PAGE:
The glare coming off the crushed coral runway was hot and blinding. The three of us were stopped in our tracks. For a moment, we didn’t see what had happened to the plane. There was no control tower on the island, no phones, no services—nothing around us but several abandoned planes, pushed off the runway and swallowed by vegetation.
I remember waking up that morning, looking out into eastern darkness from the balcony of the comfortable Florida beachfront condo, and wondering what the day would bring with our planned adventure. Then there was Jim sticking his head out of the plane’s window and yelling “Clear!” as we rolled down the tarmac, lifting off above the Miami-bound traffic and banking into the morning sunlight over a calm, sparkling ocean. The visibility was excellent, the sky blue, and the Cessna 182 Skylane hummed melodically.
The flight was pleasant and the landing smooth enough onto the 5409-foot runway. Strangely, there was an unattended private jet parked at the far end. Jim, my late wife Ann, and I unloaded our cargo into a rusty old Volkswagen van. As we drove the bumpy road to Jim’s beachfront house, we couldn’t help but wonder about the unaccustomed visitor. The area was notorious for drug runners, and this was a perfect drop-off point for transports for the South Florida narcotic trade. After we finished dropping off stuff at Jim’s house, we came back to the airstrip and a surprise.
These events took place a number of decades ago, when drug smugglers used pagers and no one had a cell phone. There was no easy way to communicate. So you can imagine our shock at coming back and seeing the nose cone of the Cessna Skylane bent and crumpled with the propeller folded at an angle. The private jet was gone also. Was this on purpose or an accident? It didn’t matter; we were stranded and there was no parts store anywhere close to this island. Also, we had no tools.
“This plane isn’t going anywhere for a long time, nor are we!” Jim fumed. He walked, as if in a mirage, toward the rusted van and drove off.
Ann and I settled in under the wing, out of the scorching sun. As I sat there looking at a bullet-ridden drug plane in the brush, I had an idea. I climbed through the tangled vines into the drug plane and found a few things I could use to work on Jim’s plane.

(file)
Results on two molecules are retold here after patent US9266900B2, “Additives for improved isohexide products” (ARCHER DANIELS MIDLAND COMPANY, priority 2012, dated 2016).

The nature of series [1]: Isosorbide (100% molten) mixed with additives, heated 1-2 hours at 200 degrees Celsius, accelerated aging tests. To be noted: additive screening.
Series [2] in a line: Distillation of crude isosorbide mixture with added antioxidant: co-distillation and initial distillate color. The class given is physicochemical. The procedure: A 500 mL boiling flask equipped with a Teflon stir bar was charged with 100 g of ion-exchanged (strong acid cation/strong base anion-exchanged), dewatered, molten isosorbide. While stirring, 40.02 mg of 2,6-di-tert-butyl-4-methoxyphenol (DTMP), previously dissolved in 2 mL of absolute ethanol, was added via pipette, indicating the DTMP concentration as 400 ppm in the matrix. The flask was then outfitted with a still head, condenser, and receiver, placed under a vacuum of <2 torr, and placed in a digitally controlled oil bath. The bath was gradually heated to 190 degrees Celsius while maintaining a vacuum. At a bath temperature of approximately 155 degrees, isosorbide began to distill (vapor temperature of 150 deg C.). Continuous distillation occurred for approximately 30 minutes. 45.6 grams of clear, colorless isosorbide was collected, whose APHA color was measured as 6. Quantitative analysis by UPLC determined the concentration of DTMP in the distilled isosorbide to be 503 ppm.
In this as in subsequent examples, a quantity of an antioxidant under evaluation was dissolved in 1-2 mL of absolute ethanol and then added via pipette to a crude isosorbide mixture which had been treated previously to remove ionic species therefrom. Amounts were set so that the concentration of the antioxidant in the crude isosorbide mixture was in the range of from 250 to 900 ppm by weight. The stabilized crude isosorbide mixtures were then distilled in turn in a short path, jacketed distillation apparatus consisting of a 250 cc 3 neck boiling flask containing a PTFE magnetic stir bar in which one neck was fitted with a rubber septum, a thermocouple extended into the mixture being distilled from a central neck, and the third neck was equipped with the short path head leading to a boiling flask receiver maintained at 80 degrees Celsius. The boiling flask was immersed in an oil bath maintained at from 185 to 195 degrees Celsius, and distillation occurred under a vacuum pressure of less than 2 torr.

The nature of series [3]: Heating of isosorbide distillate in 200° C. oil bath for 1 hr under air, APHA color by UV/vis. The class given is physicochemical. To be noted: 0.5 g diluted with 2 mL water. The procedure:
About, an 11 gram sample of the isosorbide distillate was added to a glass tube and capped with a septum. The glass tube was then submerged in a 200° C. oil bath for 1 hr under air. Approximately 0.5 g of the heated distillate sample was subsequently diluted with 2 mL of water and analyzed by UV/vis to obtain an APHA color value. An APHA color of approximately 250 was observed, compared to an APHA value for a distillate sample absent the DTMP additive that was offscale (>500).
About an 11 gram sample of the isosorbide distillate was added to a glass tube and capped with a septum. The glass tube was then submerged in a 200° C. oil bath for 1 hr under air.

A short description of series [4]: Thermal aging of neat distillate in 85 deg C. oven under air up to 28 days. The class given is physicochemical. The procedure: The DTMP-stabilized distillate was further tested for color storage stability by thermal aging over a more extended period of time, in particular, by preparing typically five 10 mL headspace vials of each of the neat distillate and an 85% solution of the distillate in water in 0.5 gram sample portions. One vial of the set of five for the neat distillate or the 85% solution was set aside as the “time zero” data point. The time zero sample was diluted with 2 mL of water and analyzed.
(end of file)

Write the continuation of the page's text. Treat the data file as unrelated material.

Getting the badly damaged nose cone off wasn’t as hard as I’d imagined. The engine cowl was also bent up, and I pounded on that for a while. With the help of a steel bar I’d found, I was able to bend the propeller back to what looked pretty good to my eye. A few bolts and other things fell out, and I threw them, along with the nose cone, into the back of the plane.
The hours rolled by, and Jim finally got back. “No luck on repair! I was able to find a place to make some calls, and the soonest someone could come look at the plane was a week to ten days,” he dejectedly informed us. Then, looking at his plane, he exclaimed, “What the … ?”
“Look, Jim, you’ve got to admit the prop looks pretty good.”
“Peter, listen. If the propeller blade angles aren’t correct, on takeoff it could spin the plane like a gyroscope and flip it off the runway, or even worse, into the ocean. This plane has a left turn tendency by design, and you could have just made that more dangerous!”
“How do you know unless you give it a try?” I retorted.
Jim countered, “What if it pulls off the runway and flips over?’
“I guess you could say it ran off the runway and flipped over!”
Jim countered again, “What if the plane goes down halfway to Florida?”
“Jim, a fishing boat would probably pick us up. It’s a great day to be out on the water.”
“What if they don’t?”
“Jim, then we tread water!”
“What if we’re eaten by sharks?”
“Then, Jim, I’d say we probably made a mistake!”
Jim finally got to chuckling over that one. “Okay, I’m going to see how she handles, but the two of you are staying put!”
We watched as Jim checked to see that the wing ailerons, flaps, tail elevators, and stabilizers were working. He revved up the engine and taxied down the runway. Soon he was circling the island and landing again.
Jim looked at Ann and asked, “Are you certain you want to do this?”
She grabbed my arm and said, “I’m with him.”
Jim looked at me more soberly. “What if we’re wrong?”
“Then, Jim, I’d say it wasn’t the best day to go flying!”
We survived the takeoff. The rate of climb was choppy, and the rest of the flight felt more like we were driving on an old railroad track. We held our breath, hoping the plane wasn’t going to vibrate out of the sky. Every time I began to shout something, I thought I bit my tongue while feeling like my teeth were about to dance out of my head. I’d never thought traffic looked so good when we glided over that long ribbon of lights onto the tarmac at the Pompano Airport.
U.S. customs agents hurried up to the plane. The first officer exclaimed, “What the hell happened to your plane?”
While Jim filled him in, I pulled out the crumpled nose cone, and a number of odd pieces fell out onto the pavement. Jim’s face blanched and the customs agents gave us a horrified look. “It’s a miracle the three of you made it! What if you’d been wrong?”
I replied, “Then, obviously you could say we made a mistake!”
The moral of this true-life account is that your life is waiting to be lived. Don’t be shy about living it! Sure, you could make a mistake. Most of us do. Most of our mistakes we survive, although certainly there are some we don’t. But not to live because of fear is to die already unspent. Never let the fire of your dreams become cold dead ashes because you feared making a mistake. Have the courage to pick up your life and always begin again. So what if you were wrong? So what? You get to live another day, and at least you’ll be more alive than if you never even tried!
Postscript: The nose cone ended up on Jim’s rec room wall. That’s all that can be said for certain; the rest is just memories and dust in the wind.
Reflections from Turtle Lake!